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Crypto Project Security: A Guide to Early Threat Detection

6 mins
Updated by Artyom Gladkov
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These days, crypto projects are extremely attractive to hackers. Many hold considerable sums of money while defense systems are still being developed. Unfortunately, even an audit from a respected company can’t guarantee that a project won’t be hacked. This is why it’s especially important to preemptively consider the actions required to control the damages if an attack has already happened. The sooner you act, the more users’ finances you can save. This crypto project security guide emphasizes strategies for early detection and recovery, ensuring that your project does not get hacked.

Crypto project security: Importance of early detection

crypto project security why

Preparation for a potential attack starts in the code development stage. Preparing a failsafe is vital; here, you have to have the option to stop all the protocol’s operations.  

It often happens that during an attack, only a part of the available funds are extracted. With such mechanisms, a protocol is put on hold during an attack. This can potentially help protect the remaining assets; after the attack, there would be time to rebuild the project. Mechanisms have to be put in place in a way that doesn’t compromise the decentralization of the project. Otherwise, the option of both pausing and extracting the money from the protocol opens up possibilities for a rug pull

Many tokens have an option for blacklisting. If a hacker fails to extract the money in time, there’s a possibility to block their funds. That has happened more than once during previous attacks. For instance, USDT blocked a hacker’s account, preventing them from spending the stolen USDTs.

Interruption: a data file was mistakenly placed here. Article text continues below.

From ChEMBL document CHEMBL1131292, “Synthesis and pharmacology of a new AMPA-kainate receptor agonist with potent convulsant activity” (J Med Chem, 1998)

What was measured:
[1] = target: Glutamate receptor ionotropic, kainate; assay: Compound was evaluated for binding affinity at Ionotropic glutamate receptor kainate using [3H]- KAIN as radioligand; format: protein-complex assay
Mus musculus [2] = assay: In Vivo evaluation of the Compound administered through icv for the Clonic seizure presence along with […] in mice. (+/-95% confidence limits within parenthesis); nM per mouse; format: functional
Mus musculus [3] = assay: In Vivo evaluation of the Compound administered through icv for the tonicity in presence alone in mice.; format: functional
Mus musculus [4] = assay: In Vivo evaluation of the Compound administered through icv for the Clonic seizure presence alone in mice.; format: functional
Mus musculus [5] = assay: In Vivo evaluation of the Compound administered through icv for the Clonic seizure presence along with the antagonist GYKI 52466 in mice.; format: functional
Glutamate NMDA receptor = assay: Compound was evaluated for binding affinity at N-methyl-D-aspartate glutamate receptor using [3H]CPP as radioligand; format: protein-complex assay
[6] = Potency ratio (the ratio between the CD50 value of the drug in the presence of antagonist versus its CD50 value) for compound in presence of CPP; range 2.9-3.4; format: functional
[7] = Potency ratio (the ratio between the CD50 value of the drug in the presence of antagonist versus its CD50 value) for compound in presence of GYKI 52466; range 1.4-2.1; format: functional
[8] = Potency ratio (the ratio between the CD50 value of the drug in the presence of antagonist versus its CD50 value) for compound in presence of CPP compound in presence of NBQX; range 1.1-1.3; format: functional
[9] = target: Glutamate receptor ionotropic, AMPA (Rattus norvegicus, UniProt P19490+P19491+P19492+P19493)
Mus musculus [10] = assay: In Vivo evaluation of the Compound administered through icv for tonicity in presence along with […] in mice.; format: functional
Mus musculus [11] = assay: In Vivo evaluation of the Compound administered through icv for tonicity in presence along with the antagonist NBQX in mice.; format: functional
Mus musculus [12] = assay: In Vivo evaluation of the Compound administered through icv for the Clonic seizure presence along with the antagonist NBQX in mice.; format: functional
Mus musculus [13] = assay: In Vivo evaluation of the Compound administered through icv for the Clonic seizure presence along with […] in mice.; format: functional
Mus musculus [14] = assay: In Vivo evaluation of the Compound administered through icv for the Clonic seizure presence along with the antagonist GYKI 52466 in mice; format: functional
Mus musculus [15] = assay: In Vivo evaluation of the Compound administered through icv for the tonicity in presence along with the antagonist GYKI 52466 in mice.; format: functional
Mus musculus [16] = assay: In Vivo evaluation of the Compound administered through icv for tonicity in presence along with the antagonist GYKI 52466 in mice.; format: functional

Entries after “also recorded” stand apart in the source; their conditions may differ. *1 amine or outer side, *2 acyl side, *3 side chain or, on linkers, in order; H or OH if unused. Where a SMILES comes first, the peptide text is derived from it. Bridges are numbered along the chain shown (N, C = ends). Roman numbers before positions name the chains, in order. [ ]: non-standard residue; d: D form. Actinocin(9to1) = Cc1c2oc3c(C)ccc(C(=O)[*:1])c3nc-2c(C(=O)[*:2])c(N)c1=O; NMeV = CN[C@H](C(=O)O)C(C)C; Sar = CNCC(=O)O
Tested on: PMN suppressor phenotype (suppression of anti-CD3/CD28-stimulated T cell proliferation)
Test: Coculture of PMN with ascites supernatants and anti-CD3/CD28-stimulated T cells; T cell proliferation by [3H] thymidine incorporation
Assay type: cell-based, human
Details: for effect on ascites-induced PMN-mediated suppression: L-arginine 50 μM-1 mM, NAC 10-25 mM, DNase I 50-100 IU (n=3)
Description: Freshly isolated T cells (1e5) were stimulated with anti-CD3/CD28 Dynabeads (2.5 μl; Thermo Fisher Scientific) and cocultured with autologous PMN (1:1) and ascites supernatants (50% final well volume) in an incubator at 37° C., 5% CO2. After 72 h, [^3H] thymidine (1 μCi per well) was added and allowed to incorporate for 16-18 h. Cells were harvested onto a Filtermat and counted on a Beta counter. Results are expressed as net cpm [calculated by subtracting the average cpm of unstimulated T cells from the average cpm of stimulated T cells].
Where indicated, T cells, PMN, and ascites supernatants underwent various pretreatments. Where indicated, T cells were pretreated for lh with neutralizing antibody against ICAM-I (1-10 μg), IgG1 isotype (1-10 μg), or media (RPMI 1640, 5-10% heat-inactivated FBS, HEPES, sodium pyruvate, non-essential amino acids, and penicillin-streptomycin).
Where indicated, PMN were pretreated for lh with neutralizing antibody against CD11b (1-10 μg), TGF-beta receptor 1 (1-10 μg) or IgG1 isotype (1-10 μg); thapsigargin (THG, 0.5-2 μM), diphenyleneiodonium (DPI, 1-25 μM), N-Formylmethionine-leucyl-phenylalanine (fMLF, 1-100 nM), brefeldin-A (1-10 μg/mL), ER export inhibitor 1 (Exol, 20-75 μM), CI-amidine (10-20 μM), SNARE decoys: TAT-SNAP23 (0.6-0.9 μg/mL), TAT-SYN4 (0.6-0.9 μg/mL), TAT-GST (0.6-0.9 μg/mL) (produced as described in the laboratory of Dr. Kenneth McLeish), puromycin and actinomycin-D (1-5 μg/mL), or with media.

USDT crypto project security

That’s why systems for project monitoring are vital. The most well-known crypto project attack in history became known to the owners of the Ronin protocol only six days later. They were informed by a user who failed to withdraw funds from the protocol. This time was more than enough for the hackers to cover up all the traces of the attack. 

Another example, this time a positive one, illustrates a timely reaction to an attack. After the PolyNetwork attack, $30 million in tether was blocked, and the hacker’s address was blacklisted a few minutes before they managed to withdraw the funds through the Curve protocol. 

Signs of exploit

crypto project security

So, how do you spot an attack? Attacks can be of various natures but are usually accompanied by movements of large amounts of money through a protocol’s smart contracts. This is why any unusual activity like money transfers or just a large number of transfers immediately falls under suspicion.  

The most popular type of attack is price manipulation. These attacks usually involve flash loans and result in multiple token transfers to inflate the price of a particular token and then use it to hack a protocol. Another popular attack method is reentrancy. This type of attack also involves multiple operations within a single transaction. Still, its main defining feature is the fact that the same contract is called several times within a single transaction. 

Too often, hackers send their transactions with a high gas fee. This is why any complex transaction with an extremely high gas fee is always a red flag. 

Indirect signs of an attack involve a drop in TVL, a change in the price of one of the project’s assets, and withdrawals from wallets and treasury contracts. 

How to establish communication with a hacker

Attempting to communicate with the hacker is another efficient way of returning the funds extracted from the protocol. In the best-case scenario, the attack has been conducted by a white hacker. In this situation, the hacker will likely contact the project owners. Usually, white hackers return the funds, keeping a small portion to themselves as a bounty. In return, the project representatives have to guarantee that they won’t pursue the hacker. Considering the average amount of money stolen during an attack, most hackers are very satisfied with such an outcome. 

To contact the hacker most projects address them via their social media and on-chain messages. On-chain messages allow a small amount of tokens to be transferred, along with additional text. 

Hacker’s deanonymization